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04-09-2010, 01:20 AM   #1
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Travel Lens? Which to buy?

I will be going to Europe this summer for the first time...and am having thoughts of buying either a lens or a P&S to take with me.

I'm deciding between:
- tamron 28-75mm
- sigma 28mm 1.8
- canon s90
- none

Which would be more useful to me?

What I have right now:
- Pentax k-x + kit lens
- vivitar 28mm 2.8
- pentax-A 50 1.7
- vivitar 55mm 2.8
- pentax-fa 100-300mm
- tamron 10-24mm

04-09-2010, 01:29 AM   #2
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How many len's can take?
04-09-2010, 01:52 AM   #3
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Have you considered just getting an all in one lens? The Pentax or Tamron (essentially the same lens) 18-250mm has pretty good image quality throughout most of the range and you wouldn't have to worry about changing lenses while travelling. Otherwise I would go with the Tamron 28-75mm, it's a great lens to have with you and the value keeps going up. Of course you would lose your wide angle if you got it too.
04-09-2010, 03:03 AM   #4
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QuoteOriginally posted by damanteo Quote
I will be going to Europe this summer for the first time...and am having thoughts of buying either a lens or a P&S to take with me.

I'm deciding between:
- tamron 28-75mm
- sigma 28mm 1.8
- canon s90
- none

Which would be more useful to me?

What I have right now:
- Pentax k-x + kit lens
- vivitar 28mm 2.8
- pentax-A 50 1.7
- vivitar 55mm 2.8
- pentax-fa 100-300mm
- tamron 10-24mm
I don't know where you are going and what you are going to do.
There are so many places and there are so many different ways to spend your time.

If you do not need small and light, I'd say you've got all that is needed (except for a flash maybe).
I'd take the 10-24mm, the kit lens, fa 100-300mm and A50 f1.7 for low light.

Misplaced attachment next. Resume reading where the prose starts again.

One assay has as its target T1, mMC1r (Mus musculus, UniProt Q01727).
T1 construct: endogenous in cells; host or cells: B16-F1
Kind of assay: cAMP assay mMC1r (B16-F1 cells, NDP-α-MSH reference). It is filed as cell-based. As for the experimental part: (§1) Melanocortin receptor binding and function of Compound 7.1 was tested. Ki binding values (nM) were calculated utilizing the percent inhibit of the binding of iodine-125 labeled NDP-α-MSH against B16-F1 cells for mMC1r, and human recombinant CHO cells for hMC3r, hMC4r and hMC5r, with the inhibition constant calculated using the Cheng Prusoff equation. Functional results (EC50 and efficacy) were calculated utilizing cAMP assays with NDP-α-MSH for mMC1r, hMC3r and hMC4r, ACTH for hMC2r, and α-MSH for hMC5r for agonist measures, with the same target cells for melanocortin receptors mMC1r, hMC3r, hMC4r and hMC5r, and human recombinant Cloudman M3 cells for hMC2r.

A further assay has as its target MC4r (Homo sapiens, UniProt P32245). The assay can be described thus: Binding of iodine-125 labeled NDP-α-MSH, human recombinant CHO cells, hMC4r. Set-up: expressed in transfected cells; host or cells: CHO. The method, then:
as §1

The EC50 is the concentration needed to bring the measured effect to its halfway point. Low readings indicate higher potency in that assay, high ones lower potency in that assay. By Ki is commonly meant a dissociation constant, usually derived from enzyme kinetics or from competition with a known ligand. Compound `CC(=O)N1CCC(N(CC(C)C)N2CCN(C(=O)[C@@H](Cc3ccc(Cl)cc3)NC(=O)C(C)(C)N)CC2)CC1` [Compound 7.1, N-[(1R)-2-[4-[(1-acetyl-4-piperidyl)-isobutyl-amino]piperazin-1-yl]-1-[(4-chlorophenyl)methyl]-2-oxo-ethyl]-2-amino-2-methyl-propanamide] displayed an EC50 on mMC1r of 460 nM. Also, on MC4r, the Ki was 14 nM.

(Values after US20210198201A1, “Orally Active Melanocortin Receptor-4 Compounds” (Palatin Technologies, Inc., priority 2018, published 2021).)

IF you need small and light weigth (typically in cities you'd need to walk a lot), the suggestion of the 18-250mm is the best option I can think of.
Still I'd bring the 10-24mm as well. In old cities or indoor in churches wide is good!

Have a nice trip!

- Bert

04-09-2010, 05:36 AM   #5
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I'm doing the same thing, and I am chewing on whether to take both film and digital, but I will leave that for another post.

I honestly did not use a long lens very much for travel in Europe. I did numerous photo tourism trips in the film days, and shot thousands of slides. By the later trips, I found I had taken so few from shots from my 80-200 at anything near the long end, that a shorter, high quality lens made more sense in an urban setting. I could crop from the 100mm macro to get what I needed for the few times I needed it.

Personally, I would not spring for an 18-250 if I already had version II of the kit. It just adds a lot of weight for length that will seldom be used. The kit plus either a 50-200 or 55-300 plus a fast prime in the middle would make sense, or the kit plus a quality tele prime and a fast prime in the middle or slightly wide end.
04-09-2010, 05:55 AM   #6
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For me the question is on what FL did you find more userful when on other vaction? I have three lenses in my kit. They are in my kit for pretty specific reasons. my 50 1.4 and 105 2.8 are great indoors and give me a couple wider aperture options for indoor shots; e.g. museums, zoos etc. My 18-250 is on my camera when I am outside for the wideangle and being able to zoom without having to zoom with my feet in crowded areas.
04-09-2010, 06:19 AM   #7
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QuoteOriginally posted by GeneV Quote
I'm doing the same thing, and I am chewing on whether to take both film and digital, but I will leave that for another post.

I honestly did not use a long lens very much for travel in Europe. I did numerous photo tourism trips in the film days, and shot thousands of slides. By the later trips, I found I had taken so few from shots from my 80-200 at anything near the long end, that a shorter, high quality lens made more sense in an urban setting. I could crop from the 100mm macro to get what I needed for the few times I needed it.

Personally, I would not spring for an 18-250 if I already had version II of the kit. It just adds a lot of weight for length that will seldom be used. The kit plus either a 50-200 or 55-300 plus a fast prime in the middle would make sense, or the kit plus a quality tele prime and a fast prime in the middle or slightly wide end.